While many hotels and restaurants are holding their breaths awaiting re-opening next month, Wear Business Leaders have said they can take heart from other companies already bouncing back.
Non-essential shops and retailers have re-opened this month, albeit in far from normal circumstances, and are already beginning to revive their balance sheets.
Samantha Czwordon-Auld, planning and marketing officer at The Bridges, Liza Johnson, project manager at Discovering Durham CIC and owner of Tea Enthusiasts and Helenlee Whalley, a style coach who runs Style Code, shared their insights with Wear Business co-editor Colin Young in our weekly online business leaders’ webchat.
And the clear message was: “There is business life after lockdown!”
Samantha Czwordon-Auld said: “We held over 85 national retailers and have a centre of around 16m footfall per year and are a busy centre day-to-day employing between 1,500 and 2,000 staff the majority of which had to be furloughed.
“Only essential retail stayed open after the lockdown – around just 10 per cent of our retailers – so bringing the rest back this month has been a big challenge.
“In terms of re-opening non-essential retail we are absolutely delighted with how it has gone down but that is down to a massive amount of planning because we were thinking about that right from the start.
“We’ve not been through anything like this before but in a way that was a great challenge because it was unique.
“Right now we’re trading at around 70 per cent, with footfall around 50 per cent of what it normally is, which is quite understandable.“
Over in Durham, there was a similar relief to be back in business.l.
Liza Johnson said: “It has been a really positive experience, re-opening.
“The day before we re-opened, the stockists came in the day before and that was a really joyful day just being able to see people and reconnect and see the shelves filling up.
“Structurally, the shops have changed to improve safety with two-metre sticks, screens and so on and the shop we had from Prince Bishop shopping centre was phenomenal.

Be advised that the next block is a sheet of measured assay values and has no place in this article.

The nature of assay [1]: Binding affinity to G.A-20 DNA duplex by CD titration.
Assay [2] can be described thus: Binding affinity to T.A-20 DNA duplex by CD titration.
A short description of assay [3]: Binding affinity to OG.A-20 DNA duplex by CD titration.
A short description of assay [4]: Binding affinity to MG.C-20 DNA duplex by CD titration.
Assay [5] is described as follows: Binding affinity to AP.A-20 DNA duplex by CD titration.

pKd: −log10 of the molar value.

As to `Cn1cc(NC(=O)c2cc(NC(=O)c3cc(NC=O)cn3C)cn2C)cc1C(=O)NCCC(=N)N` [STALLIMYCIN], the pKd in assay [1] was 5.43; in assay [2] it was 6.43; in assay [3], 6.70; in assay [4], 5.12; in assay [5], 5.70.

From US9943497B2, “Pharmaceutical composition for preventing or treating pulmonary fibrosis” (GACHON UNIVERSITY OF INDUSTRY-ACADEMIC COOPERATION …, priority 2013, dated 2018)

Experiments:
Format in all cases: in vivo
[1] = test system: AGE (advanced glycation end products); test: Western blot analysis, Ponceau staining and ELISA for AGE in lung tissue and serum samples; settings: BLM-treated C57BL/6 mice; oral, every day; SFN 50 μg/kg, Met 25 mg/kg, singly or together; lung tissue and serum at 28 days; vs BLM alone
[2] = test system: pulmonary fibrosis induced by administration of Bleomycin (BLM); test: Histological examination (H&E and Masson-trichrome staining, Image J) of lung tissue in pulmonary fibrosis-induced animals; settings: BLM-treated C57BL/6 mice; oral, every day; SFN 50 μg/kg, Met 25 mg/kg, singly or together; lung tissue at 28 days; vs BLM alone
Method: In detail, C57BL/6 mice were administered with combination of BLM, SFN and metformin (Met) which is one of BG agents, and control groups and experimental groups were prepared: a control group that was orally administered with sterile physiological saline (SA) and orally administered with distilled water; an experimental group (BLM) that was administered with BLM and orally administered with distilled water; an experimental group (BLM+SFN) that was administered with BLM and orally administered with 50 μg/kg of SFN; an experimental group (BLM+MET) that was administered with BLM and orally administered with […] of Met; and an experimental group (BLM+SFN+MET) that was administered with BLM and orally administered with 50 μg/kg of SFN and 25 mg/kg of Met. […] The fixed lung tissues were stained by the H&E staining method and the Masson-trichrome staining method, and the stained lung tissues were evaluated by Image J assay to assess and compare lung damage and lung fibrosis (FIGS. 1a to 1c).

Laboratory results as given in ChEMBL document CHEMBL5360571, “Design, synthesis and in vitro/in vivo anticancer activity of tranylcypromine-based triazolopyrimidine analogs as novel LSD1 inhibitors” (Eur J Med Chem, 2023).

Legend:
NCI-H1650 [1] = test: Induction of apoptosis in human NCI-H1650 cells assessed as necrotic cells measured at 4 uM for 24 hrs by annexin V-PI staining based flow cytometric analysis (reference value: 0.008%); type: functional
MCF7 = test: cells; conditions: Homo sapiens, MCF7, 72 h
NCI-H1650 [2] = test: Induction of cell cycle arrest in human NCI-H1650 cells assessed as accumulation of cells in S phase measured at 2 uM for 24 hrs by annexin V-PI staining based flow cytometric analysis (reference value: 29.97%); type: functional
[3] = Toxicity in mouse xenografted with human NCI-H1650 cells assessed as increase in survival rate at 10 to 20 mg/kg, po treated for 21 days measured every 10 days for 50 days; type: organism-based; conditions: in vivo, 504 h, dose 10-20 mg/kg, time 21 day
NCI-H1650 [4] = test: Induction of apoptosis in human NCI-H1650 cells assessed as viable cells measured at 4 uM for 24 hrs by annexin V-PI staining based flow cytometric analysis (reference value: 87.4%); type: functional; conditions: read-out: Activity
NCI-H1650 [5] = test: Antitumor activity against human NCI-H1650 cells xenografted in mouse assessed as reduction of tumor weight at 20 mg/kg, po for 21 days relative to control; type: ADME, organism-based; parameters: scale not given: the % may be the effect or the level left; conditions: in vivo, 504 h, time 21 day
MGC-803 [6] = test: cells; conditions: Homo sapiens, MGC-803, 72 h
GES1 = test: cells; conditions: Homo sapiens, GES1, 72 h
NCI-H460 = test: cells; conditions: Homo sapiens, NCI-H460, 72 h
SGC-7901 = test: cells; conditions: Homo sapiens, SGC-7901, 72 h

“Having customers back through the door was wonderful.
“We are all about local shopping on a daily basis and we made sure our food offering was really fantastic but of course what we are missing is the tourists and students and at the moment it has been mainly food.
“Footfall was significantly down – maybe on a par with a typical February – but the people who did come out were coming out to spend.
“This is an unprecedented time though and we are all trying to raise our game.”
From the viewpoint of someone who is constantly shopping for herself or clients, Helenlee Whalley says some of the high street’s issues on re-opening may have been over-exaggerated.
“I’ve been pleasantly surprised, as a customer, about how promising the re-opened shops are,” she said. “You can still have a positive, feel-good experience.
“There were a lot of concerns about there being too much queuing but I think that’s been overplayed by the media, who might show super-long queues but those queues might be a one-off or only there for an hour.
“Generally speaking it has been very pleasant.”
Now she is hoping to get her style business back on track both in terms of face-to-face and online appointments.
The full video can be viewed here: www.facebook.com/107197710774169/videos/299097457892469/?v=299097457892469